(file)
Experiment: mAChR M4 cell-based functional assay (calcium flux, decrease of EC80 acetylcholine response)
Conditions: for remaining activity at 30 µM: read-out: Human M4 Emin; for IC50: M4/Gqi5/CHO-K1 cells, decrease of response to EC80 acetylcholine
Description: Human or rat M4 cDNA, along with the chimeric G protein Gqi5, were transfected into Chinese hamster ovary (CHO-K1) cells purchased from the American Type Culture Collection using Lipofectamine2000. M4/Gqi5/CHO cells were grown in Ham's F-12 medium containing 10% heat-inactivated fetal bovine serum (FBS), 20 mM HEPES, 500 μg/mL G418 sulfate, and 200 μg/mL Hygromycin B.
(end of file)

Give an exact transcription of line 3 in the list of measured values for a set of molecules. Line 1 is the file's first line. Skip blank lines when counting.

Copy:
Description: Human or rat M4 cDNA, along with the chimeric G protein Gqi5, were transfected into Chinese hamster ovary (CHO-K1) cells purchased from the American Type Culture Collection using Lipofectamine2000. M4/Gqi5/CHO cells were grown in Ham's F-12 medium containing 10% heat-inactivated fetal bovine serum (FBS), 20 mM HEPES, 500 μg/mL G418 sulfate, and 200 μg/mL Hygromycin B.